Cats like to help. Or at least , they like to think they’re helping.
I am writing right now with a cat in a box on my lap. This is where he thinks he belongs when I’m at the computer. If I ignore him when he comes swishing around me, he stands on his hind legs and pokes my shoulder with his paw. Repeatedly. This can be annoying. So he’s on my lap. In a box. Because he’s a little bit weird.
When I’m writing a book and come to the place where I need to see it all at once, I lay it down on the floor all around me. You can imagine how fun this is for the cats. I haven’t figured out yet why they feel the need to step on paper on the floor. Does the crinkling sound musical? Do they like the way they can leave paw prints on the page? Why is lying on paper preferable to lying on the carpet? I don’t know.
Pens are also a big draw. Writers’ tools are cats’ playthings. Which is not often helpful. Unless it is helpful to be distracted.
Sometimes it is helpful. I don’t want to be so focused on the words that I forget the softer side of life. The fur that can purr.
The galleys have arrived with the final cover, so I can share it now. Here is what the cover of Serendipity & Me will look like.
Release date: February 7, 2013 from Viking. We are now working on first pass pages to make the insides as perfect as possible. Final editing of novels written in verse is a little different than regular novels because the placement of words has to look right on the page, line for line. This involves some tweaking, some cutting, some smooshing. (Not really. At least, I don’t think they do any smooshing.) Interesting work.
It won’t be long until I can share the finalized cover of Serendipity and Me. I still haven’t seen it myself–only previews. The glimpse of the girl has changed from being brunette to being blonde in order to match the protagonist’s hair color. The kitten’s eyes are now green and blue to match Serendipity’s eyes. The kitten itself doesn’t look exactly like the cat that inspired me to have a white Serendipity, but it is so cute that it hardly matters.
And now I’d like to introduce you to that first white kitty. Her name was Jasmine. We thought she was half-grown when we first got her from a rescuer (she’d been surviving in a field), but she never got bigger.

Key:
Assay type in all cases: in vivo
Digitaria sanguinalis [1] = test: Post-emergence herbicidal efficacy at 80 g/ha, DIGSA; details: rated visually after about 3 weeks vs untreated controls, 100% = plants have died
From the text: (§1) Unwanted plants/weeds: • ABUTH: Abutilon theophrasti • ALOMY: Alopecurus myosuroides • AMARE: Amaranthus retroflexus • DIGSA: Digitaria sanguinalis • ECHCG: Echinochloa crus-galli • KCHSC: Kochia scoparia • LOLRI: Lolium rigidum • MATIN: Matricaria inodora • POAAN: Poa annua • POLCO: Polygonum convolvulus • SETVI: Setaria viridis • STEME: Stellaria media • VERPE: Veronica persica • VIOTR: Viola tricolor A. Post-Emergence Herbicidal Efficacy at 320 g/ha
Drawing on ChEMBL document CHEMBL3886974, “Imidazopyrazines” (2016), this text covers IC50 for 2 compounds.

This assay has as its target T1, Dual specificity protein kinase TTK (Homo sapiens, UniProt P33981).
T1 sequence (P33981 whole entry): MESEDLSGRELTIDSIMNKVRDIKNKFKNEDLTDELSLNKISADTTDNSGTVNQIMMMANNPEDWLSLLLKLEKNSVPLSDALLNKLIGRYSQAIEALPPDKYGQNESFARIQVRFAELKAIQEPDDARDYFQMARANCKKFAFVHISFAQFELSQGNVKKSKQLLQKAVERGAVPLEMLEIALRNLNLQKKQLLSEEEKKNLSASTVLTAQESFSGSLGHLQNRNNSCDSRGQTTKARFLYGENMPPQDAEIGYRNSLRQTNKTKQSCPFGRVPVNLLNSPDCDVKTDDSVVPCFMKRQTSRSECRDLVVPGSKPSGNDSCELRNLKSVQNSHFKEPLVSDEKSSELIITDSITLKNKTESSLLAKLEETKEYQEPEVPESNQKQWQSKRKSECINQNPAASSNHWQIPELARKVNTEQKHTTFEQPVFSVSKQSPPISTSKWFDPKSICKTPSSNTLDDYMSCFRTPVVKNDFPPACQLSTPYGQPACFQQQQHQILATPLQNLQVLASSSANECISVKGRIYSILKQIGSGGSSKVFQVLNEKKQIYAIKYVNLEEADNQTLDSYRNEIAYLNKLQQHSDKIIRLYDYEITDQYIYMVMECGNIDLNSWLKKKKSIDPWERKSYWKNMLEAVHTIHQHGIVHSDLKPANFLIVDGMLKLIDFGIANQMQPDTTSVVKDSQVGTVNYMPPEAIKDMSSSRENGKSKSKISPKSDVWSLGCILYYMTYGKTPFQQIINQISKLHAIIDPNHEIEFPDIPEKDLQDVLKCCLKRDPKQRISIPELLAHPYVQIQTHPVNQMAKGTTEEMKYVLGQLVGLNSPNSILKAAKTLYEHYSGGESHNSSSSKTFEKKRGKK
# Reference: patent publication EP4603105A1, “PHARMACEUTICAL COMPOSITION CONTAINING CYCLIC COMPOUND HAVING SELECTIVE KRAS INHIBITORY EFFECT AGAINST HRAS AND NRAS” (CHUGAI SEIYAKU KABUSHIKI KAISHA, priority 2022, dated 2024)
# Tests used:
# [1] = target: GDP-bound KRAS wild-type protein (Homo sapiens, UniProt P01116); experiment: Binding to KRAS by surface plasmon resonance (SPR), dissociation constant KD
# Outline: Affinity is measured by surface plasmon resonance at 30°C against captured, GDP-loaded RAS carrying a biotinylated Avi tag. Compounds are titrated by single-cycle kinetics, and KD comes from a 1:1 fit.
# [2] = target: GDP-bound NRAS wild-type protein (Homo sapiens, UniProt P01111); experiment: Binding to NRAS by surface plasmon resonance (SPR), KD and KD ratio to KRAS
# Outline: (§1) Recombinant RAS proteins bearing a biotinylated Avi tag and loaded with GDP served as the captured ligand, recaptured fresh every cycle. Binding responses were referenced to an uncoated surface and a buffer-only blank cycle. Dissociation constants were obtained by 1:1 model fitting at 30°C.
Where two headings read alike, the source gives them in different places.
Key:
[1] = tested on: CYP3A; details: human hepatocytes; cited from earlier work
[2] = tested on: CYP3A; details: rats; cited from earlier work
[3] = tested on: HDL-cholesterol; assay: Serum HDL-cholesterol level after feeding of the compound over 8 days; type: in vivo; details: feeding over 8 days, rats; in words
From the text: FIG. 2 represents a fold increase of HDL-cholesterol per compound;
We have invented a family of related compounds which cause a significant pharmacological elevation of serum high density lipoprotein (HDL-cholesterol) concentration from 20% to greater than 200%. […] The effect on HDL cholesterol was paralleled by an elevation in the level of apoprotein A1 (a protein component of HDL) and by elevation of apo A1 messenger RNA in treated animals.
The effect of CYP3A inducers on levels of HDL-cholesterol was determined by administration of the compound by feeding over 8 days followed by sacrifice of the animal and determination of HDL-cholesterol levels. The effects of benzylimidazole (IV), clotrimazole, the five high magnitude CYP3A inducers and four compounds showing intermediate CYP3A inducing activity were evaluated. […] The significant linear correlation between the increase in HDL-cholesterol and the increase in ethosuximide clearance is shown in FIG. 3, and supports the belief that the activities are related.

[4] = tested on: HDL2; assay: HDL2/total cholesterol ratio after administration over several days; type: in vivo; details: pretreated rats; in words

We think now she was probably in her twenties when she finally died a couple of years ago. Jasmine was a sweetie-pie. She loved to be held like a baby. She was a floppy cat, very relaxed in our arms. Jasmine wanted to please everyone. Sometimes we called Jasmine “Foghorn Leghorn” because she had a loud raucous meow. It was out of character to her otherwise demure behavior. As she got older, her appearance was not as fluffy or clean–aging is tough on us all. But she remained sweet. I hope the book will be a fitting tribute to her.
The first poem I ever sold to a magazine was a sonnet. I was in college when Pet Parade put out a call for poems about pets, and I answered. Below is the poem the editor chose of mine.
The musty sweet smell of hay is in your
fur, kitty. A hint of where you’ve hidden
your babes. I know strangers are forbidden
to linger near the sun-dappled nest, or
stroke the tiny tender noses before
you allow it, but I’ve watched your children
tussle in the night. Am I forgiven
if I explain that your son has a roar
like a dragonfly, and your daughters grow
more like you every day? Their faces draw
me; I can’t help but climb up to the loft
while you’re away and watch them swaying low
in their walk, or curling up on the straw
to sleep. They are my joy; so clean and soft.
-Judith L. Roth
“Sonnet III” was scheduled to be in the Sept.-Oct. 1981 issue, but I never received a copy. Instead I received a note that Nancy Jeanne Larson, editor and publisher, died tragically in an automobile accident. The note was sent by her surviving husband. The lost opportunity of being published was of course slight in comparison.